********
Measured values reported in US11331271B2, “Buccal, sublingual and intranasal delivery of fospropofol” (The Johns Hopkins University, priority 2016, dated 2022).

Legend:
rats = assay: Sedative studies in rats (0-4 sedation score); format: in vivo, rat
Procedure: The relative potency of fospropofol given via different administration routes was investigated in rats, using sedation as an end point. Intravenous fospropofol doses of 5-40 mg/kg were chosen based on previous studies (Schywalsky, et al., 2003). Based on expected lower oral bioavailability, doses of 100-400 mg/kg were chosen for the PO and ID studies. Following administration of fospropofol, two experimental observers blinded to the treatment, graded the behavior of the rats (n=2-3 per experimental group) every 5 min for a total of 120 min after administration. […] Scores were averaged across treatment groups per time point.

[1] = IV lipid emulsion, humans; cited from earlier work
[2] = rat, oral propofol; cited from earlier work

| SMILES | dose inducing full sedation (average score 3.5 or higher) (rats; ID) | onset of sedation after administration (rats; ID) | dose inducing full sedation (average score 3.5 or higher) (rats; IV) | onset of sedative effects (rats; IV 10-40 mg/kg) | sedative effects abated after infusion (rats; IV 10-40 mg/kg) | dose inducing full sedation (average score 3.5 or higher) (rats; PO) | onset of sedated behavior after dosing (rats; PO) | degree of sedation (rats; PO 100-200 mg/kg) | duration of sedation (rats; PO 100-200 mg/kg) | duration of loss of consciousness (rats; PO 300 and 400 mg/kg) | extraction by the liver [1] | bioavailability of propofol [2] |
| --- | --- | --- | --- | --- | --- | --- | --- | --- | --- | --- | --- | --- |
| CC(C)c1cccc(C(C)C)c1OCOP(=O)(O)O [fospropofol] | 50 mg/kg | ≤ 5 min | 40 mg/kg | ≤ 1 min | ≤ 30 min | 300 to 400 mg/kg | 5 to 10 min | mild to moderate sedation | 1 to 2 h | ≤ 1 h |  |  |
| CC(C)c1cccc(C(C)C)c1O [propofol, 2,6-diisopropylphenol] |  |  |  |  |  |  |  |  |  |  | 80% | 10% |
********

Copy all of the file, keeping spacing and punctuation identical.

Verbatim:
Measured values reported in US11331271B2, “Buccal, sublingual and intranasal delivery of fospropofol” (The Johns Hopkins University, priority 2016, dated 2022).

Legend:
rats = assay: Sedative studies in rats (0-4 sedation score); format: in vivo, rat
Procedure: The relative potency of fospropofol given via different administration routes was investigated in rats, using sedation as an end point. Intravenous fospropofol doses of 5-40 mg/kg were chosen based on previous studies (Schywalsky, et al., 2003). Based on expected lower oral bioavailability, doses of 100-400 mg/kg were chosen for the PO and ID studies. Following administration of fospropofol, two experimental observers blinded to the treatment, graded the behavior of the rats (n=2-3 per experimental group) every 5 min for a total of 120 min after administration. […] Scores were averaged across treatment groups per time point.

[1] = IV lipid emulsion, humans; cited from earlier work
[2] = rat, oral propofol; cited from earlier work

| SMILES | dose inducing full sedation (average score 3.5 or higher) (rats; ID) | onset of sedation after administration (rats; ID) | dose inducing full sedation (average score 3.5 or higher) (rats; IV) | onset of sedative effects (rats; IV 10-40 mg/kg) | sedative effects abated after infusion (rats; IV 10-40 mg/kg) | dose inducing full sedation (average score 3.5 or higher) (rats; PO) | onset of sedated behavior after dosing (rats; PO) | degree of sedation (rats; PO 100-200 mg/kg) | duration of sedation (rats; PO 100-200 mg/kg) | duration of loss of consciousness (rats; PO 300 and 400 mg/kg) | extraction by the liver [1] | bioavailability of propofol [2] |
| --- | --- | --- | --- | --- | --- | --- | --- | --- | --- | --- | --- | --- |
| CC(C)c1cccc(C(C)C)c1OCOP(=O)(O)O [fospropofol] | 50 mg/kg | ≤ 5 min | 40 mg/kg | ≤ 1 min | ≤ 30 min | 300 to 400 mg/kg | 5 to 10 min | mild to moderate sedation | 1 to 2 h | ≤ 1 h |  |  |
| CC(C)c1cccc(C(C)C)c1O [propofol, 2,6-diisopropylphenol] |  |  |  |  |  |  |  |  |  |  | 80% | 10% |